Boris Johnson calls for tempers to ‘cool’ hours after ‘angry meltdown’ during vote

Prime Minister Boris Johnson in Downing Street. Photograph: David Mirzoeff/PA Wire.

Prime Minister Boris Johnson in Downing Street. Photograph: David Mirzoeff/PA Wire. - Credit: PA

Boris Johnson has called for tempers to cool, just hours after he reportedly shouted at Labour MPs during a vote on enabling a recess for Tory party conference.

The prime minister refused to apologise for describing attempts to block a no-deal break with the EU as the "surrender act".

But he acknowledged that he would have to be able to "reach out" to opposition MPs if he was to secure their support for any new deal he negotiated with the EU.

"I need to reach out across the House of Commons," he told BBC South.

"I think it is fair enough to call the 'surrender act' what it is. I think it is absolutely reasonable. But we do need to bring people together, and get this thing done.

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"Tempers need to come down, and people need to come together because it's only by getting Brexit done that you'll lance the boil of the current anxiety and we will be able to get on with the domestic agenda."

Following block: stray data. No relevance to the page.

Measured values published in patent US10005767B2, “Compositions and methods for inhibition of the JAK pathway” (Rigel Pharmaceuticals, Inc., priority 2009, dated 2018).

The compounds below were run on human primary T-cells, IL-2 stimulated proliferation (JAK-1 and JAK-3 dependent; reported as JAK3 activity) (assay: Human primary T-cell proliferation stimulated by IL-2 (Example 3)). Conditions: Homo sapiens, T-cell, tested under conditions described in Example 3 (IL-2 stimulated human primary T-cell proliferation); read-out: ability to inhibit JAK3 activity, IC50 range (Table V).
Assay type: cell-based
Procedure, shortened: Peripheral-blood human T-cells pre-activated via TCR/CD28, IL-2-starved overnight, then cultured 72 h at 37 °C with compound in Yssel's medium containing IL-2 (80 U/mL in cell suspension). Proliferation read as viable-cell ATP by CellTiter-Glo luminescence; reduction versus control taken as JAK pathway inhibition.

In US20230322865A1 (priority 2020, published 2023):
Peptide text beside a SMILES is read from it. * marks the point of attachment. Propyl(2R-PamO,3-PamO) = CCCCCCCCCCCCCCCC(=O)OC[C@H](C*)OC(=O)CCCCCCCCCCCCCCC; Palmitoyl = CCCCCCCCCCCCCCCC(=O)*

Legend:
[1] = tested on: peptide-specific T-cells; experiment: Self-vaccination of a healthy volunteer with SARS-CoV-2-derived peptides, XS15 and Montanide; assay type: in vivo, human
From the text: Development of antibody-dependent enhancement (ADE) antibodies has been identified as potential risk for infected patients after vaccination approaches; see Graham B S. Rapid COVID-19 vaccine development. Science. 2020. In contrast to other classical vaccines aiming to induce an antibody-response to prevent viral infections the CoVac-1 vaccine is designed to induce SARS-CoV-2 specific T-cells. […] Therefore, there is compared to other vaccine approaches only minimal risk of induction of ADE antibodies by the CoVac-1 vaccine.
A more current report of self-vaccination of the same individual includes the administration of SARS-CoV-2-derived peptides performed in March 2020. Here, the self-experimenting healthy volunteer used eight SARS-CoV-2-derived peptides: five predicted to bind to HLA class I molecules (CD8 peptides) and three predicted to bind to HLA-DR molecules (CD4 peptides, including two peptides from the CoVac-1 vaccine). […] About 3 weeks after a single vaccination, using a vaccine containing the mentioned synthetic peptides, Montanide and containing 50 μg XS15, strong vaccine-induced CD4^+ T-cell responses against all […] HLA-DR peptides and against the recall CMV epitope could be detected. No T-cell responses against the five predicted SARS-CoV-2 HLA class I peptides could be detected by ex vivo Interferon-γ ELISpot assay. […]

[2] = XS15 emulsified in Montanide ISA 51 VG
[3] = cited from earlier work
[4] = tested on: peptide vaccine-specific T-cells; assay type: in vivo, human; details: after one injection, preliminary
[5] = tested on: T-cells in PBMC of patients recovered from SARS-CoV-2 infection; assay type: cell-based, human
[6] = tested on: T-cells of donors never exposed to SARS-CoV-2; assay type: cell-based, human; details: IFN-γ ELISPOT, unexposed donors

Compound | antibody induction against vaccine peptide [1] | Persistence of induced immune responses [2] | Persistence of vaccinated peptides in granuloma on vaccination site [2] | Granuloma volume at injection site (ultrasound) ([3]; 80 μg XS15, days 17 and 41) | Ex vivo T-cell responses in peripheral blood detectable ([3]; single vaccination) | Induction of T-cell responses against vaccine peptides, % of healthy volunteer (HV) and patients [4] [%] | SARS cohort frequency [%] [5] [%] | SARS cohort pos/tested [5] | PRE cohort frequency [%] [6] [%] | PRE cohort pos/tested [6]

But the calls come hours after Sky's Beth Rigby reported that MPs witnessed the prime minister have an "angry meltdown" in the voting lobby.

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She tweeted: "MP tells me that Johnson had an 'angry meltdown' in voting lobbies.

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"Am told that Jess Phillips personally challenged him as did others.

"MP tells me PM saw a group watching through the doors & then started jabbing his finger towards us all."

But minister Nadine Dorries claimed it was untrue, and said she had witnessed the alteration.

She tweeted: "I was there. The only finger jabbing and raised voice came from Jess as her friends photographed and filmed it. The PM could barely get a word in and was embarrassed and bemused as Jess shouted. But then again, I suppose she does have a book to sell."

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The evening before the prime minister provoked a furious backlash after he dismissed a complaint by one Labour MP that his "inflammatory" rhetoric risked provoking attacks on parliamentarians as "humbug".

He further angered the opposition by suggesting that the best way to honour murdered MP Jo Cox - an ardent Remainer - was to "get Brexit done".

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